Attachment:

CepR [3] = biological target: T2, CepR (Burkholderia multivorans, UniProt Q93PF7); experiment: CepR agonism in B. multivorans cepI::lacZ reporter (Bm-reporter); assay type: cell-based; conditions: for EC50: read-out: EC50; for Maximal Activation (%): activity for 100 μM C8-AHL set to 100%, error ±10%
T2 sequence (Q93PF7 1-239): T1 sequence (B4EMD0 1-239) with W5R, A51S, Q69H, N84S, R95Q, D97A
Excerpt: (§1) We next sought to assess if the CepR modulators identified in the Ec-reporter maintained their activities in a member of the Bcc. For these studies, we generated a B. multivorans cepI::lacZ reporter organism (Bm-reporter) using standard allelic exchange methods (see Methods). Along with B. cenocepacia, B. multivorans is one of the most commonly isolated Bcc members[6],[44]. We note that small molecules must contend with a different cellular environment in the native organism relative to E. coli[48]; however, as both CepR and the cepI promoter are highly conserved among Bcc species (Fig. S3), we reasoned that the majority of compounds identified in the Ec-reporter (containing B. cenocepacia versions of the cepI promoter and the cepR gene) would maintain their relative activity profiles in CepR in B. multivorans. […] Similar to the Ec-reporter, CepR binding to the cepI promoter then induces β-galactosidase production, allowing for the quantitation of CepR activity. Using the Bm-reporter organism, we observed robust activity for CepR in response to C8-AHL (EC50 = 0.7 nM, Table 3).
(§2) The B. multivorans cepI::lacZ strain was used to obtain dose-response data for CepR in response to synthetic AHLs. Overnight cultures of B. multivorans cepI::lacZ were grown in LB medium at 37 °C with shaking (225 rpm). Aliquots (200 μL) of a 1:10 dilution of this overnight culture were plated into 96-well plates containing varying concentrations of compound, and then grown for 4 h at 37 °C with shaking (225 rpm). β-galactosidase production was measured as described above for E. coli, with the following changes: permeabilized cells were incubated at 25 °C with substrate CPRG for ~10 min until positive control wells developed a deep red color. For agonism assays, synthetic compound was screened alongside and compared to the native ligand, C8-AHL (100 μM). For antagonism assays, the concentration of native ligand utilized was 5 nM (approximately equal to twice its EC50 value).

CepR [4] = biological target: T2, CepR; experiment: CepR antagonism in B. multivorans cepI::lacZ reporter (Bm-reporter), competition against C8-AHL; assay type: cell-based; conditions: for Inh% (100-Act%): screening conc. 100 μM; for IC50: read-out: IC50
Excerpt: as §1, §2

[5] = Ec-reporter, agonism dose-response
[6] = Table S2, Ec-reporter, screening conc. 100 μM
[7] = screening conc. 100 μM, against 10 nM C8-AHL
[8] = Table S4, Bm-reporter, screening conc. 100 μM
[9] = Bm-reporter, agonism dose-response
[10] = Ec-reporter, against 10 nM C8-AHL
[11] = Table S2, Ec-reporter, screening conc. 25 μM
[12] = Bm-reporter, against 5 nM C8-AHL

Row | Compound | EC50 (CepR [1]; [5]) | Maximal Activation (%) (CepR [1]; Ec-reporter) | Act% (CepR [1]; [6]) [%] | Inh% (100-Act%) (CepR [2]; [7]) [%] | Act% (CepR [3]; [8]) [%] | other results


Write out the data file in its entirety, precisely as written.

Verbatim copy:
CepR [3] = biological target: T2, CepR (Burkholderia multivorans, UniProt Q93PF7); experiment: CepR agonism in B. multivorans cepI::lacZ reporter (Bm-reporter); assay type: cell-based; conditions: for EC50: read-out: EC50; for Maximal Activation (%): activity for 100 μM C8-AHL set to 100%, error ±10%
T2 sequence (Q93PF7 1-239): T1 sequence (B4EMD0 1-239) with W5R, A51S, Q69H, N84S, R95Q, D97A
Excerpt: (§1) We next sought to assess if the CepR modulators identified in the Ec-reporter maintained their activities in a member of the Bcc. For these studies, we generated a B. multivorans cepI::lacZ reporter organism (Bm-reporter) using standard allelic exchange methods (see Methods). Along with B. cenocepacia, B. multivorans is one of the most commonly isolated Bcc members[6],[44]. We note that small molecules must contend with a different cellular environment in the native organism relative to E. coli[48]; however, as both CepR and the cepI promoter are highly conserved among Bcc species (Fig. S3), we reasoned that the majority of compounds identified in the Ec-reporter (containing B. cenocepacia versions of the cepI promoter and the cepR gene) would maintain their relative activity profiles in CepR in B. multivorans. […] Similar to the Ec-reporter, CepR binding to the cepI promoter then induces β-galactosidase production, allowing for the quantitation of CepR activity. Using the Bm-reporter organism, we observed robust activity for CepR in response to C8-AHL (EC50 = 0.7 nM, Table 3).
(§2) The B. multivorans cepI::lacZ strain was used to obtain dose-response data for CepR in response to synthetic AHLs. Overnight cultures of B. multivorans cepI::lacZ were grown in LB medium at 37 °C with shaking (225 rpm). Aliquots (200 μL) of a 1:10 dilution of this overnight culture were plated into 96-well plates containing varying concentrations of compound, and then grown for 4 h at 37 °C with shaking (225 rpm). β-galactosidase production was measured as described above for E. coli, with the following changes: permeabilized cells were incubated at 25 °C with substrate CPRG for ~10 min until positive control wells developed a deep red color. For agonism assays, synthetic compound was screened alongside and compared to the native ligand, C8-AHL (100 μM). For antagonism assays, the concentration of native ligand utilized was 5 nM (approximately equal to twice its EC50 value).

CepR [4] = biological target: T2, CepR; experiment: CepR antagonism in B. multivorans cepI::lacZ reporter (Bm-reporter), competition against C8-AHL; assay type: cell-based; conditions: for Inh% (100-Act%): screening conc. 100 μM; for IC50: read-out: IC50
Excerpt: as §1, §2

[5] = Ec-reporter, agonism dose-response
[6] = Table S2, Ec-reporter, screening conc. 100 μM
[7] = screening conc. 100 μM, against 10 nM C8-AHL
[8] = Table S4, Bm-reporter, screening conc. 100 μM
[9] = Bm-reporter, agonism dose-response
[10] = Ec-reporter, against 10 nM C8-AHL
[11] = Table S2, Ec-reporter, screening conc. 25 μM
[12] = Bm-reporter, against 5 nM C8-AHL

Row | Compound | EC50 (CepR [1]; [5]) | Maximal Activation (%) (CepR [1]; Ec-reporter) | Act% (CepR [1]; [6]) [%] | Inh% (100-Act%) (CepR [2]; [7]) [%] | Act% (CepR [3]; [8]) [%] | other results